An Interactive History of The Attack on Pearl Harbor (Enhanced Edition) [NOOK Book]

Overview

Includes:


•An original history about the Attack on Peal Harbor


•Audio: An original radio broadcast breaking news of the attack


•Video: Avenge December 7 , a government advertisement for war bonds


• Video: A contemporary newsreel on the attack


•American and Japanese documents from Pearl Harbor, and FDR’s speech seeking a declaration of war after Pearl Harbor


“We won a great tactical victory at Pearl Harbor and thereby lost the war.” – Admiral Hara Tadaichi


All ...

See more details below
An Interactive History of The Attack on Pearl Harbor (Enhanced Edition)

Available on NOOK devices and apps

  • NOOK HD/HD+ Tablet
  • NOOK Color
  • NOOK Tablet

Want a NOOK? Explore Now

NOOK Book (eBook)
$4.49
BN.com price
(Save 10%)$4.99 List Price

Overview

Includes:


•An original history about the Attack on Peal Harbor


•Audio: An original radio broadcast breaking news of the attack


•Video: Avenge December 7 , a government advertisement for war bonds


• Video: A contemporary newsreel on the attack


•American and Japanese documents from Pearl Harbor, and FDR’s speech seeking a declaration of war after Pearl Harbor


“We won a great tactical victory at Pearl Harbor and thereby lost the war.” – Admiral Hara Tadaichi


All Americans are familiar with the “day that will live in infamy.” At 9:30 a.m. on Sunday, December 7, 1941, Pearl Harbor, the advanced base of the United States Navy’s Pacific Fleet, was ablaze. It had been smashed by aircraft launched by the carriers of the Imperial Japanese Navy. All eight battleships had been sunk or badly damaged, 350 aircraft had been knocked out, and over 2,000 Americans lay dead. Indelible images of the USS Arizona exploding and the USS Oklahoma capsizing and floating upside down have been ingrained in the American conscience ever since. In less than an hour and a half the Japanese had almost wiped out America’s entire naval presence in the Pacific.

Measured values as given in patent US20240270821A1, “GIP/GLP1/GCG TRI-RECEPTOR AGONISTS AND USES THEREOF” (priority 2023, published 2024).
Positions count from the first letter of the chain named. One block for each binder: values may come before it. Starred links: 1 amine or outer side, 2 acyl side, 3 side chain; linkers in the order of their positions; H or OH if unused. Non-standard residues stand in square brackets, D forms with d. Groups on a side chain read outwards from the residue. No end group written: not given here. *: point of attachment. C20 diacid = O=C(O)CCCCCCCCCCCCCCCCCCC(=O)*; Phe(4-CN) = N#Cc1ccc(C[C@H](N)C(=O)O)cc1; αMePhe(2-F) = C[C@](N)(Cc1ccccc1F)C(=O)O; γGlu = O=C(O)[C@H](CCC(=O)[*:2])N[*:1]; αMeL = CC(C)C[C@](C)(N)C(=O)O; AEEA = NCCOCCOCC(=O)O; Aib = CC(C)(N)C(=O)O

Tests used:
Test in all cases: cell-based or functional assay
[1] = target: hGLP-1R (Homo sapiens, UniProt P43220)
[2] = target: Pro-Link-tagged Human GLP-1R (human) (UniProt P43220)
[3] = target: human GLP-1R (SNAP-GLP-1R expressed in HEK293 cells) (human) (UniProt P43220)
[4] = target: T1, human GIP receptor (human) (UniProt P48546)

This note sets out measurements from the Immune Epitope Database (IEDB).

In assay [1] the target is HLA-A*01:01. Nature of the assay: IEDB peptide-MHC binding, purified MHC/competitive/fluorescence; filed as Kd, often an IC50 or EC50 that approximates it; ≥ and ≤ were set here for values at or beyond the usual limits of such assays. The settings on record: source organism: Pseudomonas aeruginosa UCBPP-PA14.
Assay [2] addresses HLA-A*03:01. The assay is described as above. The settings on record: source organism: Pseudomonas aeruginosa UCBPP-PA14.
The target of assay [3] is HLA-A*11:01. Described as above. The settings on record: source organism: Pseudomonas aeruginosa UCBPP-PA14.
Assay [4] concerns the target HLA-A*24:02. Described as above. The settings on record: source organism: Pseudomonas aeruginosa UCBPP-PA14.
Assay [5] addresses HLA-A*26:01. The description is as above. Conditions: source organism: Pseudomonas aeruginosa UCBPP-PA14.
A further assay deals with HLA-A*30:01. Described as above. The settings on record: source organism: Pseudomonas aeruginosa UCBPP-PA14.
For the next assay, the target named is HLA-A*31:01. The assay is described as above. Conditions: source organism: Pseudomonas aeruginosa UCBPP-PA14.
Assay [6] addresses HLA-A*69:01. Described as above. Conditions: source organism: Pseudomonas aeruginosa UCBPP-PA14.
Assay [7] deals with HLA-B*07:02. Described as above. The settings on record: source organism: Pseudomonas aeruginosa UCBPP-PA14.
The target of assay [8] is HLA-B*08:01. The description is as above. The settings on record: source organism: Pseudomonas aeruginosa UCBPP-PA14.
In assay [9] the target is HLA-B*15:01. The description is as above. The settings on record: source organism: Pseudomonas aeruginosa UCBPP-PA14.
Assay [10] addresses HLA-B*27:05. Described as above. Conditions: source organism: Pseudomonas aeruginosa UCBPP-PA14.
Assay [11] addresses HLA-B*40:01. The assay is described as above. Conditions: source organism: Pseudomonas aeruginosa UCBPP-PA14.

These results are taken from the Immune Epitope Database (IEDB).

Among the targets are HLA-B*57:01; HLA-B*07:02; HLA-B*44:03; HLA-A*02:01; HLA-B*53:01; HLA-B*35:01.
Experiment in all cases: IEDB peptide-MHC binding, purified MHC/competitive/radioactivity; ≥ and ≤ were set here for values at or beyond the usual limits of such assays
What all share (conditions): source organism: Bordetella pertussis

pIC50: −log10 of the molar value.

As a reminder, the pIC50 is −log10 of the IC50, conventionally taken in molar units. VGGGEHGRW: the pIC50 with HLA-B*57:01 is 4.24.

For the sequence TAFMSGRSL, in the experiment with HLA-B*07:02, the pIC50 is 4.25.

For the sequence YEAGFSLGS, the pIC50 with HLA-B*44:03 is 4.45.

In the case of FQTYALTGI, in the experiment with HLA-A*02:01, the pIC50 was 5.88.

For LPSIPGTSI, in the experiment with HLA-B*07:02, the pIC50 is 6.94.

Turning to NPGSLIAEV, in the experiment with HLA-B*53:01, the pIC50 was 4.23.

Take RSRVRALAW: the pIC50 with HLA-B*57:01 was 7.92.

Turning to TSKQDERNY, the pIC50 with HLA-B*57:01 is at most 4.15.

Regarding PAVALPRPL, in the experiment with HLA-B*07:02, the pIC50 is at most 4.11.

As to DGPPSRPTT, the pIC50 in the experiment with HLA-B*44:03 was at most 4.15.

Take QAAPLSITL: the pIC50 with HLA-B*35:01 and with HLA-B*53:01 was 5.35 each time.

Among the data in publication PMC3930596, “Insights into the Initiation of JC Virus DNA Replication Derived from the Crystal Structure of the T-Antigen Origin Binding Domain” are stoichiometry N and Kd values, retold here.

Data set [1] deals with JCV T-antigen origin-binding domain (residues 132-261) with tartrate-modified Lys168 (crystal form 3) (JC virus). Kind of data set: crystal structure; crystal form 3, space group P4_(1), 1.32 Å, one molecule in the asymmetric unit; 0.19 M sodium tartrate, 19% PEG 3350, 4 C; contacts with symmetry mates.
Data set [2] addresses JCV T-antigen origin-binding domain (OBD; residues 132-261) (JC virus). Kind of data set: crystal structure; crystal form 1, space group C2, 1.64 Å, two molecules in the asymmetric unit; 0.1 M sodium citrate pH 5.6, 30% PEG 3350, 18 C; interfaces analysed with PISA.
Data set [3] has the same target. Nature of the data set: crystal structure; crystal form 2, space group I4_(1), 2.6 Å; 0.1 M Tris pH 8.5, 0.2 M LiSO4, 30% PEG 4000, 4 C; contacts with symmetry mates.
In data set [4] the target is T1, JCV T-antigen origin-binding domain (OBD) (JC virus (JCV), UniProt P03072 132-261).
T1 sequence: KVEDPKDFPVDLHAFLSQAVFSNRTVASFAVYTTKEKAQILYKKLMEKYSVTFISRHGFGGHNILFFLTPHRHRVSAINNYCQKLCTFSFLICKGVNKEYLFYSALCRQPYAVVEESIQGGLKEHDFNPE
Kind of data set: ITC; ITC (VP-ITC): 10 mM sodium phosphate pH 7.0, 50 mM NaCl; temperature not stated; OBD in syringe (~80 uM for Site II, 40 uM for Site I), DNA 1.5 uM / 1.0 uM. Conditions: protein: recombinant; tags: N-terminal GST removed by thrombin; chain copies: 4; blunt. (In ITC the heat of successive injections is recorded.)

Less than 24 hours earlier, Japanese and American negotiators had been continuing their diplomatic efforts to stave off conflict in the region, but as they did, President Roosevelt and his inner circle had seen intelligence reports strongly suggesting an imminent attack - though they did not know where. The U.S. rightly believed that Japan would take action to prevent the Americans from interfering with their military activities in Southeast Asia, and American military forces in the Philippines were already bracing for a potential attack. However, as the negotiations were ongoing, the powerful Japanese carrier fleet had been surging southwards through the Pacific while maintaining radio silence, preparing to strike the blow that would ignite war in an area spanning half the globe. Navy Commander-in-Chief Isoroku Yamamoto, whose code of honor demanded that the Japanese only engage enemies after a formal declaration of war, had been given assurances that his nation would be formally at war with the United States prior to the arrival of his planes over Pearl Harbor.


As it turned out, those assurances were worth nothing, and Yamamoto had been misled by extremists in his government just as the Americans were misled. In fact, the Japanese would infamously deliver documents formally cutting off negotiations with the American government after the attack on Pearl Harbor had already been conducted. Far from a formal declaration of war, America was attacked without warning, plunging the world’s largest democracy into history’s deadliest conflict.


Pearl Harbor was unquestionably one of the seminal events in American history, and given the nature of the surprise attack, the entry of the U.S. into the war, and the lingering controversies and conspiracy theories, the attack on Pearl Harbor continues to be a highly charged and heavily debated event.